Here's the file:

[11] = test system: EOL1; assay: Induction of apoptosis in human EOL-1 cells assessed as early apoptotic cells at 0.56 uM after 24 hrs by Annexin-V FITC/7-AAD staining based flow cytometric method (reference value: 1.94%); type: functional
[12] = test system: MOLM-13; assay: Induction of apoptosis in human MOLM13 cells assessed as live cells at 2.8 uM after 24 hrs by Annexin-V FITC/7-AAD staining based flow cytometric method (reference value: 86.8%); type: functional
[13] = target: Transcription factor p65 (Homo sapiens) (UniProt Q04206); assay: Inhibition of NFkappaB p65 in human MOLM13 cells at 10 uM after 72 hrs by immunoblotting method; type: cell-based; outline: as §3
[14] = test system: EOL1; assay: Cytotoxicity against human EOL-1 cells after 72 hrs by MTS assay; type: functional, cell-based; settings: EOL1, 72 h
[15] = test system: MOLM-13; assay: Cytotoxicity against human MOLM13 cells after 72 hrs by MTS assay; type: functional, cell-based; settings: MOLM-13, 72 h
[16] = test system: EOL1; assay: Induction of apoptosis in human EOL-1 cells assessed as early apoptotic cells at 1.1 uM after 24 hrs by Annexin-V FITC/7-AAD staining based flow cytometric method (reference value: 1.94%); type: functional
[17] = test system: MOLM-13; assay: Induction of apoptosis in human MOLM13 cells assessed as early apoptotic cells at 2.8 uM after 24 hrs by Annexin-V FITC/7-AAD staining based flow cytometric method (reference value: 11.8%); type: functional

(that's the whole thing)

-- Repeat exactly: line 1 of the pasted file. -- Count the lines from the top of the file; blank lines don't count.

[11] = test system: EOL1; assay: Induction of apoptosis in human EOL-1 cells assessed as early apoptotic cells at 0.56 uM after 24 hrs by Annexin-V FITC/7-AAD staining based flow cytometric method (reference value: 1.94%); type: functional